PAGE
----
In an effort to improve on the results of balloon dilation, a search for a more effective treatment was begun and led to the development of the stainless steel balloon-expandable stent. Stent placement is accomplished by positioning the stent across the narrowed segment of the artery. The stent is mounted on a balloon angioplasty catheter and covered with a sheath as it is moved into position. The sheath then is withdrawn off the stent-balloon angioplasty assembly and the balloon is inflated to its recommended pressure, expanding the stent and anchoring it in place.
The Cutting Balloon Image with permission, from Boston Scientific Corporation
The Cutting Balloon™
This procedure is similar to standard balloon dilation but the balloon has been specially designed with small blades running up and down its length. When the balloon is inflated, the blades are activated and they cut through the narrowed area, making the vessel easier to dilate and resulting in a larger opening. Cutting balloons are available in different sizes.
Various methods of surgical repair of pulmonary artery stenosis are used, the choice of which depends on the characteristics of the stenosis and the surrounding vessels and other structures.
Doctors vary in quality due to differences in training and experience; hospitals differ in the number of services available. The more complex your medical problem, the greater these differences in quality become and the more they matter.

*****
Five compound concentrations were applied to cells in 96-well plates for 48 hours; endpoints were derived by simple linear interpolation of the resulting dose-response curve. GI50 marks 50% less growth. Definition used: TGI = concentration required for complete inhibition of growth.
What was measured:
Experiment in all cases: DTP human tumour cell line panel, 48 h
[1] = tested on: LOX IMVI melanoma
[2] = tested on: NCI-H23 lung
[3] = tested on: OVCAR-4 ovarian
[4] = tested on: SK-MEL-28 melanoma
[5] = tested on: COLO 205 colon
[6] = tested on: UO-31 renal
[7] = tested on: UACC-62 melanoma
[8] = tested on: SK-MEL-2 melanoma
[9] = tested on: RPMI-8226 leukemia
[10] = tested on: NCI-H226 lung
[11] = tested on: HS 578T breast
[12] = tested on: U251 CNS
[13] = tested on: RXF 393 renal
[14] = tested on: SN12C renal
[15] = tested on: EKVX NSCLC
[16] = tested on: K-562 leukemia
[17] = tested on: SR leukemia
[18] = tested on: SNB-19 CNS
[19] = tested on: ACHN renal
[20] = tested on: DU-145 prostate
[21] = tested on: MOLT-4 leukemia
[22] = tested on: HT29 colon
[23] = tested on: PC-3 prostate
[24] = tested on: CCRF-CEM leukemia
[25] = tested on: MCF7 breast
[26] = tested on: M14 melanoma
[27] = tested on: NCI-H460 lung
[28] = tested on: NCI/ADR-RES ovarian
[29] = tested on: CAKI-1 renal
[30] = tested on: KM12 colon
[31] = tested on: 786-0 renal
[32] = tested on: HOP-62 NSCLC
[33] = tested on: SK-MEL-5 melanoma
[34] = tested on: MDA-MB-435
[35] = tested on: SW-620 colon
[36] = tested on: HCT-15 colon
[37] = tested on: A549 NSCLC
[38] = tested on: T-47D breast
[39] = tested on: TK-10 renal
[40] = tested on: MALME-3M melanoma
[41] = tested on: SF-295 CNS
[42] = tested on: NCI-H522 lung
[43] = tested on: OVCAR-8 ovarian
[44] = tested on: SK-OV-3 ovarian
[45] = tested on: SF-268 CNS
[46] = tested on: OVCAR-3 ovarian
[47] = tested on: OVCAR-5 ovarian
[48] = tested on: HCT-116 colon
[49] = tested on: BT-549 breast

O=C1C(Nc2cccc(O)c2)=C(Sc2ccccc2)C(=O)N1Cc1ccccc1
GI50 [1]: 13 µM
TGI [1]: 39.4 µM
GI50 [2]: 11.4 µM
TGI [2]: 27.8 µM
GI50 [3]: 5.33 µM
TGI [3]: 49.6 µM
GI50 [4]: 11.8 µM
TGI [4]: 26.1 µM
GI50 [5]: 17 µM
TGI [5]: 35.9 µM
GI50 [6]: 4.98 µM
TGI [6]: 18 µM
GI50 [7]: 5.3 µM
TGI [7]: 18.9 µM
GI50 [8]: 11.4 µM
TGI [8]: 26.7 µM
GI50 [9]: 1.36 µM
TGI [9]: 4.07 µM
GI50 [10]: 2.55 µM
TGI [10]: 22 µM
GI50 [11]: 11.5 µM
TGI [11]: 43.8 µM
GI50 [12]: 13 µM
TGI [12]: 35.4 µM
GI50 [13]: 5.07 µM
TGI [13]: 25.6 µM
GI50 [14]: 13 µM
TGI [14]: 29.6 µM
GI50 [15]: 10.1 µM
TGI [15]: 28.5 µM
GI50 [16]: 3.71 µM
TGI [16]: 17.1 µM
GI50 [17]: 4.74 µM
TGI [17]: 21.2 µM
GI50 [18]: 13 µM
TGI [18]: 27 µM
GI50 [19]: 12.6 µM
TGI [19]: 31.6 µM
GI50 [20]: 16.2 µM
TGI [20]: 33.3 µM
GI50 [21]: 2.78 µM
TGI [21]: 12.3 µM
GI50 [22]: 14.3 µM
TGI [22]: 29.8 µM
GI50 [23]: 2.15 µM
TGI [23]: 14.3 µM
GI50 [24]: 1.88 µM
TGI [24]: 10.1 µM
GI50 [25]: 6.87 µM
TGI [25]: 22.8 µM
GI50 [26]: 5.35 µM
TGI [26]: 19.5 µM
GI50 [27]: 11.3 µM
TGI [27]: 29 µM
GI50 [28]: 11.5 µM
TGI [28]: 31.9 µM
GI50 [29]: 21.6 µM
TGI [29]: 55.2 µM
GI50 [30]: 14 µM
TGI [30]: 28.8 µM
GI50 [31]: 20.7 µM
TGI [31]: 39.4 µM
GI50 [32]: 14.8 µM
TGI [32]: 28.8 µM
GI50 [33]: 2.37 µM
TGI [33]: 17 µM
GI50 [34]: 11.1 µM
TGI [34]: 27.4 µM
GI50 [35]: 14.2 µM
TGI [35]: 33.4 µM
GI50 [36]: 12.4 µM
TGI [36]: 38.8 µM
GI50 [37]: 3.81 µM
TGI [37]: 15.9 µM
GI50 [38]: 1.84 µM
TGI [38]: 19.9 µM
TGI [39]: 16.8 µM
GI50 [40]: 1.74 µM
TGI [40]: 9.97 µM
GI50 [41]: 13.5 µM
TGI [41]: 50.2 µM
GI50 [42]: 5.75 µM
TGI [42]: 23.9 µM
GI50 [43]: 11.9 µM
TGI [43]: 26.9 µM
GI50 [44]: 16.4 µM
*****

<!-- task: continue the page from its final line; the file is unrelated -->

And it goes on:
Clearly, the doctor and hospital that you choose for complex, specialized medical care will have a direct impact on how well you do. To help you make this choice, read more about our Sydell and Arnold Miller Family Heart & Vascular Institute outcomes.
The Center for Adult Congenital Heart Disease in the Sydell and Arnold Miller Family Heart & Vascular Institute is a specialized center involving a multi-disciplinary group of specialists, including cardiologists, cardiac surgeons and nurses from Cardiovascular Medicine, Pediatric Cardiology, Pediatric and Congenital Heart Surgery, Cardiothoracic Surgery, Diagnostic Radiology, Pulmonary, Allergy and Critical Care Medicine, and Transplantation Center, who provide a comprehensive approach to diagnosing and treating adult congenital heart disease.
Learn more about specialized teams of doctors who treat congenital heart disease.
You may also use our MyConsult second opinion consultation using the Internet.
For younger patients with congenital heart disease:
If you need more information, click here to contact us, chat online with a nurse or call the Miller Family Heart and Vascular Institute Resource & Information Nurse at 216.445.9288 or toll-free at 866.289.6911. We would be happy to help you.
Congenital heart disease is diagnosed by a murmur on a physical exam and several diagnostic tests:
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Our outcomes speak for themselves. Please review our facts and figures and if you have any questions don’t hesitate to ask.
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This information is provided by the Cleveland Clinic and is not intended to replace the medical advice of your doctor or healthcare provider. Please consult your healthcare provider for advice about a specific medical condition. This document was last reviewed on: 02/21/2019